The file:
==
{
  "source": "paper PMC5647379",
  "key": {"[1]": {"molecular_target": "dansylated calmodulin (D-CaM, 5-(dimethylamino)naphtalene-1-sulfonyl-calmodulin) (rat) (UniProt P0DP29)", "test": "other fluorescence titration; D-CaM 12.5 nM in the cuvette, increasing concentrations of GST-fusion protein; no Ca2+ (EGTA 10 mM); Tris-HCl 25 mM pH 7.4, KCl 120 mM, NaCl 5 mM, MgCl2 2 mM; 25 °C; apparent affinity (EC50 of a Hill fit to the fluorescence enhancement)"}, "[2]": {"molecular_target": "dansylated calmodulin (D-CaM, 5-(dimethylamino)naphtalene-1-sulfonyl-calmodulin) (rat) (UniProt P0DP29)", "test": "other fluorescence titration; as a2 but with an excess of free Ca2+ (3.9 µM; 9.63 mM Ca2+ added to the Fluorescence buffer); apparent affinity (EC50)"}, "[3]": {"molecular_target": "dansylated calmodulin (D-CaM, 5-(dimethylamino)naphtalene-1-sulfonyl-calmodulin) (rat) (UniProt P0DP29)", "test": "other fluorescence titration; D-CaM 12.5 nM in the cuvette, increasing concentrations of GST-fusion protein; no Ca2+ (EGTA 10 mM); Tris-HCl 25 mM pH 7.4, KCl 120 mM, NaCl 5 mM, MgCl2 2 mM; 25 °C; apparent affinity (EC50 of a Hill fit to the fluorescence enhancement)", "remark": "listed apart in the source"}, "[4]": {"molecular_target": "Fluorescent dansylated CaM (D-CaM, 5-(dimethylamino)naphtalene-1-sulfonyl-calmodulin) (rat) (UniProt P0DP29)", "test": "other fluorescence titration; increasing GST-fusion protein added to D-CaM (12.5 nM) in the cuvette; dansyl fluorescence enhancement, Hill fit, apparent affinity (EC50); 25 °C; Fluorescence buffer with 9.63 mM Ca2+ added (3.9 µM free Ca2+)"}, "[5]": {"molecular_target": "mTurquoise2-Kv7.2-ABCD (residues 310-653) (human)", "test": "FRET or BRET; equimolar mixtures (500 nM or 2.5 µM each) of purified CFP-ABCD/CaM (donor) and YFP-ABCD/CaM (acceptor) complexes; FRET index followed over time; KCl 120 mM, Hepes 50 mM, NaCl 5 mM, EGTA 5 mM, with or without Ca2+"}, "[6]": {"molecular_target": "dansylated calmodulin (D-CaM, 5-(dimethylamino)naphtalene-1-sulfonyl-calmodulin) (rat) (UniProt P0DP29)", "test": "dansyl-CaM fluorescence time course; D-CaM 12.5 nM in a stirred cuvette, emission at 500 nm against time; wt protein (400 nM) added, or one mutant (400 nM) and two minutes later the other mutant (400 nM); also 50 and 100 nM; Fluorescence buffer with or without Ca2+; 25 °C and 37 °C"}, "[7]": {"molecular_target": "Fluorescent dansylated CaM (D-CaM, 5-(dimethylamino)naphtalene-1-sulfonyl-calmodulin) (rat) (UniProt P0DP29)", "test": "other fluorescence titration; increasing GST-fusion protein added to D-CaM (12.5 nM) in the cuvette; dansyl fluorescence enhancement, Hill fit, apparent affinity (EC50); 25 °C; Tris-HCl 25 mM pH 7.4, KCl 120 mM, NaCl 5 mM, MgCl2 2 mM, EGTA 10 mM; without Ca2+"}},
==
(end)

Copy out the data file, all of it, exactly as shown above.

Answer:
{
  "source": "paper PMC5647379",
  "key": {"[1]": {"molecular_target": "dansylated calmodulin (D-CaM, 5-(dimethylamino)naphtalene-1-sulfonyl-calmodulin) (rat) (UniProt P0DP29)", "test": "other fluorescence titration; D-CaM 12.5 nM in the cuvette, increasing concentrations of GST-fusion protein; no Ca2+ (EGTA 10 mM); Tris-HCl 25 mM pH 7.4, KCl 120 mM, NaCl 5 mM, MgCl2 2 mM; 25 °C; apparent affinity (EC50 of a Hill fit to the fluorescence enhancement)"}, "[2]": {"molecular_target": "dansylated calmodulin (D-CaM, 5-(dimethylamino)naphtalene-1-sulfonyl-calmodulin) (rat) (UniProt P0DP29)", "test": "other fluorescence titration; as a2 but with an excess of free Ca2+ (3.9 µM; 9.63 mM Ca2+ added to the Fluorescence buffer); apparent affinity (EC50)"}, "[3]": {"molecular_target": "dansylated calmodulin (D-CaM, 5-(dimethylamino)naphtalene-1-sulfonyl-calmodulin) (rat) (UniProt P0DP29)", "test": "other fluorescence titration; D-CaM 12.5 nM in the cuvette, increasing concentrations of GST-fusion protein; no Ca2+ (EGTA 10 mM); Tris-HCl 25 mM pH 7.4, KCl 120 mM, NaCl 5 mM, MgCl2 2 mM; 25 °C; apparent affinity (EC50 of a Hill fit to the fluorescence enhancement)", "remark": "listed apart in the source"}, "[4]": {"molecular_target": "Fluorescent dansylated CaM (D-CaM, 5-(dimethylamino)naphtalene-1-sulfonyl-calmodulin) (rat) (UniProt P0DP29)", "test": "other fluorescence titration; increasing GST-fusion protein added to D-CaM (12.5 nM) in the cuvette; dansyl fluorescence enhancement, Hill fit, apparent affinity (EC50); 25 °C; Fluorescence buffer with 9.63 mM Ca2+ added (3.9 µM free Ca2+)"}, "[5]": {"molecular_target": "mTurquoise2-Kv7.2-ABCD (residues 310-653) (human)", "test": "FRET or BRET; equimolar mixtures (500 nM or 2.5 µM each) of purified CFP-ABCD/CaM (donor) and YFP-ABCD/CaM (acceptor) complexes; FRET index followed over time; KCl 120 mM, Hepes 50 mM, NaCl 5 mM, EGTA 5 mM, with or without Ca2+"}, "[6]": {"molecular_target": "dansylated calmodulin (D-CaM, 5-(dimethylamino)naphtalene-1-sulfonyl-calmodulin) (rat) (UniProt P0DP29)", "test": "dansyl-CaM fluorescence time course; D-CaM 12.5 nM in a stirred cuvette, emission at 500 nm against time; wt protein (400 nM) added, or one mutant (400 nM) and two minutes later the other mutant (400 nM); also 50 and 100 nM; Fluorescence buffer with or without Ca2+; 25 °C and 37 °C"}, "[7]": {"molecular_target": "Fluorescent dansylated CaM (D-CaM, 5-(dimethylamino)naphtalene-1-sulfonyl-calmodulin) (rat) (UniProt P0DP29)", "test": "other fluorescence titration; increasing GST-fusion protein added to D-CaM (12.5 nM) in the cuvette; dansyl fluorescence enhancement, Hill fit, apparent affinity (EC50); 25 °C; Tris-HCl 25 mM pH 7.4, KCl 120 mM, NaCl 5 mM, MgCl2 2 mM, EGTA 10 mM; without Ca2+"}},